Should I use curtains with blinds?

By Polly Kay
21st Jan 2022
Grey patterned roman blinds and curtains in lounge

Should I use curtains with blinds? Really there’s only one specific situation in which the answer to this is generally a resounding “yes,” and that is if you need to achieve a blackout effect within the room that is totally impenetrable and doesn’t allow even the smallest amount of light from outside to get in.

In this situation, you’d use a blackout blind inside of the window recess, and blackout-lined curtains over the window recess; or you could use a second blackout blind in place of the curtains if you wished, so there are a couple of options!

Aside from that, how you combine dressings on any given window relies solely on what you want to do. Curtains and blinds work together to achieve a fairly formal or elegant/highbrow look if combined, and so for a grand or formal room, this might be exactly what you want.

The ultimate finish you achieve will of course rely on your choice of both curtains and blinds; between the two, you’ll have a lot of options, but also possibly too much choice in some ways, or face potential issues getting the right match across two different materials and window treatment styles.

In this blog post, I’ll add a bit more detail to the points above, and a few related issues too.

Should I use curtains with blinds if I want a full blackout in my room?

Yes, this is a common and effective way to use curtains and blinds together. You can, as mentioned, use two blinds, but one set of curtains with one set of blinds is perhaps a more common approach, and gives you a lot of flexibility and essentially the best of both worlds.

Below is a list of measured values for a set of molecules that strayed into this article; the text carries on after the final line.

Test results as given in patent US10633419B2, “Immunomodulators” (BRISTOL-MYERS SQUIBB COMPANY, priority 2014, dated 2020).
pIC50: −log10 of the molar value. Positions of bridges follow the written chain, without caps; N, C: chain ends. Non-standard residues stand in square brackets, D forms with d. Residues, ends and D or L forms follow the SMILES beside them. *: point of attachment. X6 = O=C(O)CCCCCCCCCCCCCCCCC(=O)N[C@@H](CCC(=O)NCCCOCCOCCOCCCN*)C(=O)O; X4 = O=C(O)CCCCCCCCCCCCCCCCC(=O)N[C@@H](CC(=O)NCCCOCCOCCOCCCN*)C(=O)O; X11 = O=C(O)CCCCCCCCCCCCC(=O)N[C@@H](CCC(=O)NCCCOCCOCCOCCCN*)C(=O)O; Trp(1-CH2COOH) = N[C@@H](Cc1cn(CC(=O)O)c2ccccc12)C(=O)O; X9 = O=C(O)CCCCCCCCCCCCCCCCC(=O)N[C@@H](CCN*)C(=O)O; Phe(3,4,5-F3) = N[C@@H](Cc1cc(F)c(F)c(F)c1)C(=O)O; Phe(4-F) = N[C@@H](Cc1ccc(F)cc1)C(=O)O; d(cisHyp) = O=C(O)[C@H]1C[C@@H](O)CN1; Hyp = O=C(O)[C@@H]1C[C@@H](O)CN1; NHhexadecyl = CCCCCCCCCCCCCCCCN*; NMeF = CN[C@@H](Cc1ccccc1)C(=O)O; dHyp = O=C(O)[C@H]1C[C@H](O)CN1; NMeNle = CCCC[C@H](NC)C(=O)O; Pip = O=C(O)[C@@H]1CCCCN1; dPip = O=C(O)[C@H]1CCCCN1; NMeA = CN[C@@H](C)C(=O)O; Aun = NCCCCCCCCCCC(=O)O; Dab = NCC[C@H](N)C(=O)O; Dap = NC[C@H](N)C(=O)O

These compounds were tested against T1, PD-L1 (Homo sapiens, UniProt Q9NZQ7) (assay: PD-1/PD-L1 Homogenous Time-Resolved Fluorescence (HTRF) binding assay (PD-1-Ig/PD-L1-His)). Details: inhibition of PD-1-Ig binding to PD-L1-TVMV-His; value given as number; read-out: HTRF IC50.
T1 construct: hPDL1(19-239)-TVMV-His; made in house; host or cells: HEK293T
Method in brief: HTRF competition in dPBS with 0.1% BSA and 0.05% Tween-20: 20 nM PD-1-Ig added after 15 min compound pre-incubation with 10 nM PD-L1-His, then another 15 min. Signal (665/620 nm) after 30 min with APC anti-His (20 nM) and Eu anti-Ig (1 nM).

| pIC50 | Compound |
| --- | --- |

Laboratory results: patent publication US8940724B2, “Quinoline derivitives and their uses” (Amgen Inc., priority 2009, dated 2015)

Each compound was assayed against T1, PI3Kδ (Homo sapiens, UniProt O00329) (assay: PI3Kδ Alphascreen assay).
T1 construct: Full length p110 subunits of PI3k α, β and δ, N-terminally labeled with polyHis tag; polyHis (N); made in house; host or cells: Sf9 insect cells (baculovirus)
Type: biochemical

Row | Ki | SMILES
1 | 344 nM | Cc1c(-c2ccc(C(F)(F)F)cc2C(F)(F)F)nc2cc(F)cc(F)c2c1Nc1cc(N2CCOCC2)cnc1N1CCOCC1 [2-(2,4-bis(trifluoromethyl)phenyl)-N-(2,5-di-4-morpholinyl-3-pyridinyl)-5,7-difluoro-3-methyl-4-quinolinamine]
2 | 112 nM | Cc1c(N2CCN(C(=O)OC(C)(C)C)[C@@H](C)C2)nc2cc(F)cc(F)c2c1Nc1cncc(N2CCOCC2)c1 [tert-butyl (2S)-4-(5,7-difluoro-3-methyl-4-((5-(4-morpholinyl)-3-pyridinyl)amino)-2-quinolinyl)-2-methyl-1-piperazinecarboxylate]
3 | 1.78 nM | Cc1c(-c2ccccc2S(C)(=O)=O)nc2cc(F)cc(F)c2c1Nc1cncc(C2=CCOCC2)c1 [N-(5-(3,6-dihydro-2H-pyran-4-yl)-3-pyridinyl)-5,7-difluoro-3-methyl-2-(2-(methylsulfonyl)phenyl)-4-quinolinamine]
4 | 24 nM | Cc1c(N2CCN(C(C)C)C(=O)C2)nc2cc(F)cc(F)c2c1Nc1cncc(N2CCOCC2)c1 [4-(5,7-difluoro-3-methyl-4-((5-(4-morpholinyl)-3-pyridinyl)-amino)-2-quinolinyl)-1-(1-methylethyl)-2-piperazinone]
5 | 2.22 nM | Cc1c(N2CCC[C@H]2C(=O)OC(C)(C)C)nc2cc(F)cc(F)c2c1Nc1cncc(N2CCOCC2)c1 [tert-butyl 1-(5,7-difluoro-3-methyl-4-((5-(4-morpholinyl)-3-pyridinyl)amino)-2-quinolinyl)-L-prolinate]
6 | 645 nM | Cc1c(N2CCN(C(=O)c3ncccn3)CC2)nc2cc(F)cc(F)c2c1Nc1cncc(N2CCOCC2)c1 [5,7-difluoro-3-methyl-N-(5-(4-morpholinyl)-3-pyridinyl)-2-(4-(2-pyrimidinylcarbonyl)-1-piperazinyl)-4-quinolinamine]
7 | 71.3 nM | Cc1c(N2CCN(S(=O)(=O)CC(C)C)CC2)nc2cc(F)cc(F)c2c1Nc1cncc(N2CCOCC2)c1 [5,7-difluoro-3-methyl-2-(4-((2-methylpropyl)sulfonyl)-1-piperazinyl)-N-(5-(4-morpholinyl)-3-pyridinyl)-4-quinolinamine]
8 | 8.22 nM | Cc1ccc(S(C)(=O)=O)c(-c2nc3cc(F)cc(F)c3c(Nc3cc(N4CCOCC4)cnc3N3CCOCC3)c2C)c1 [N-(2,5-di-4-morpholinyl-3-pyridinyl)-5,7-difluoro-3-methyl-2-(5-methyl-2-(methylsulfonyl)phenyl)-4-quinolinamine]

While it is not my job to dictate your choices with a “should,” I use curtains with blinds in my bedroom but not anywhere else in my home, this being what I find most effective at preventing the sun waking me up on Sunday mornings before my hangover is good and ready to make itself known in its own time.

Should I use curtains with blinds in a formal room?

Blue patterned roman blinds and curtains in lounge

This one isn’t a “should” question for me. If you’re using your window and whatever you hang over it as a style statement or integral part of the design or mood of your room, curtains with blinds (depending on those you pick) can serve as an impressive and possibly even dramatic visual.

The curtains, when open, “frame” a closed blind, and you can choose contrasting or complementary designs, add features like tiebacks and pelmets, and if you wish, achieve a very formal and grand finish.

However, Roman blinds as a standalone choice also have a lot going for them for formal, elegant, and chic spaces, and so using curtains with blinds is one option, but not the only one.

Do curtains and blinds work together to improve a room’s insulation?

Yes; the more layers you have over a window, the better the insulation of the window will be. This effect will be particularly dramatic if your blind and curtains alike are both thermally insulated.

However, unless your room is very, very cold and all or most of that cold comes from the window (rather than internal drafts or overall poor home insulation) a thermally insulating blind alone, hung inside of the window recess, will tend to be sufficient for most.

Can you put curtains and blinds in the same room on different windows?

Yes, in terms of the fact that nobody is stopping you from doing this, and if you like the look achieved, then that’s absolutely fine. However, curtains on one window and then blinds on another in the same room can be a bit of a reach in terms of achieving a cohesive or put-together finish, although there are always exceptions.

One example of this I have seen that worked well was in a living room that had three large windows and one tiny one (smaller than downstairs bathroom-sized), the latter of which would have looked comedic and swamped by even the smallest pair of curtains.

The three larger windows all had matching (purple/lilac) sets of curtains, and a small roller blind in the same fabric was used over the tiny window, and it looked perfectly good as the uniformity of the fabric created the theme.

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